Teenage birth rates are now at their lowest level since 1940, which is good news not only for mothers and children, but also for social mobility. The birth rate among women 15 to 19 dropped six percent in 2012 to 29.4 births per 1000 women, according to a new report from the Centers for Disease Control and Prevention.
We at Brookings have long argued that waiting until marriage and at least age 21 for children is a key factor for climbing into the middle class. Teen mothers face major challenges in raising their children—they are more likely to be low income and are typically less able to support themselves financially. They are less likely to finish high school, less likely to ever marry, and more likely to have additional children outside marriage. To be sure, these problems are largely related to their disadvantaged circumstances but are exacerbated by too early childbearing.
While the drop in teen pregnancy rates is heartening, we should be cautious about celebrating just yet. In the wake of these declines among teenagers, we are seeing increases in nonmarital births among twenty-somethings. Over half of all children born to women under 30 are now born outside of marriage. A wealth of research says that marriage is good for children—they do better in school, are healthier, and are less likely to grow up in poverty. Many of the births outside of marriage are to couples who are cohabiting, but roughly three-in-ten of these couples will break up within three years, leaving a single parent, usually the mother, to raise the child.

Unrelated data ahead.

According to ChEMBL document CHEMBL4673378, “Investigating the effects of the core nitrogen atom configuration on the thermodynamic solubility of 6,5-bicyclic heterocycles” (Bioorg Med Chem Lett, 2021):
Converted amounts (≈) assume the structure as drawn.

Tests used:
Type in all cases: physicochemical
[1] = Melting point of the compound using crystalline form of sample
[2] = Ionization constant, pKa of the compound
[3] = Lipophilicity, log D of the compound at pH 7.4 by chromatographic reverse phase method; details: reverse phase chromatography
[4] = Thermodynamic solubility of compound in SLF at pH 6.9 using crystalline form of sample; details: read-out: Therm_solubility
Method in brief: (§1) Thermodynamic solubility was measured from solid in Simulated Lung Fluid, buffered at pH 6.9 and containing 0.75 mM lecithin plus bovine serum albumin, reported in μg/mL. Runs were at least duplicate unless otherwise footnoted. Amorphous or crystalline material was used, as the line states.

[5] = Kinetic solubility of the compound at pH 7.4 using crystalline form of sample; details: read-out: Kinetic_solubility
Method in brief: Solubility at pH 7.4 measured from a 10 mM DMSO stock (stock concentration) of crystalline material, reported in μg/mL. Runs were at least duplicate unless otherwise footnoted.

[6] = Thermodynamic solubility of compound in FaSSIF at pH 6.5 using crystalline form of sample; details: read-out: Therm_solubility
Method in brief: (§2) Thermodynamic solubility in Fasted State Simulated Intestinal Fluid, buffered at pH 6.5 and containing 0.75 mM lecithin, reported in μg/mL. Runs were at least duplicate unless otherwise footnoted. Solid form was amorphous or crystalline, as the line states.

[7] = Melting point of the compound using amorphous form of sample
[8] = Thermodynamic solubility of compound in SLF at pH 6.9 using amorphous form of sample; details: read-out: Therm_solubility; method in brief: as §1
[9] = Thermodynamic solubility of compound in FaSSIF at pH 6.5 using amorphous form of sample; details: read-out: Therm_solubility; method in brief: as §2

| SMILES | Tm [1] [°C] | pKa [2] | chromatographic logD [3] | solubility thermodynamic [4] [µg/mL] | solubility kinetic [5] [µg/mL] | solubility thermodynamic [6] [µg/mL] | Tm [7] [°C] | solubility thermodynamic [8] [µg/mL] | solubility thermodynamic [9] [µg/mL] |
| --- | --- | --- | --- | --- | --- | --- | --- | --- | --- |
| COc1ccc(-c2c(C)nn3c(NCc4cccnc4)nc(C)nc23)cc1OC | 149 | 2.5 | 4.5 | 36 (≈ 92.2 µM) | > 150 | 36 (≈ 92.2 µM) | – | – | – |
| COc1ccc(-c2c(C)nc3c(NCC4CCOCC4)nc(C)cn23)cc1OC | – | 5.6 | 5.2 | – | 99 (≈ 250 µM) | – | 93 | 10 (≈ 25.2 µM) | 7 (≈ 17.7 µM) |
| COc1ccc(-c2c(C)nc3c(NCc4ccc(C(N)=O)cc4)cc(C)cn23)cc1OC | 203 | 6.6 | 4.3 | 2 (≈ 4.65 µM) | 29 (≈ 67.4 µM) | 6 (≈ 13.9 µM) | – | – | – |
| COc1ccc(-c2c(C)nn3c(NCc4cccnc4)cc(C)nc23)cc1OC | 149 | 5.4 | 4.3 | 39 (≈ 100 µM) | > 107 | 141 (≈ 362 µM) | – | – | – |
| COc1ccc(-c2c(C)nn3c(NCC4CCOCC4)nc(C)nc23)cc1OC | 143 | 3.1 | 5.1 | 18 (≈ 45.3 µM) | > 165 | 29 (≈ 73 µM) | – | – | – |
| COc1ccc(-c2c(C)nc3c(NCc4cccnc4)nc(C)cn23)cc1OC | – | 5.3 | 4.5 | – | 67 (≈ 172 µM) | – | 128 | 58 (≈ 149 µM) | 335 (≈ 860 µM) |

So yes, it’s good news that teen birth rates are down. But we cannot ignore the impact that the increasing number of single twenty-somethings having children will have on future generations’ well-being and mobility.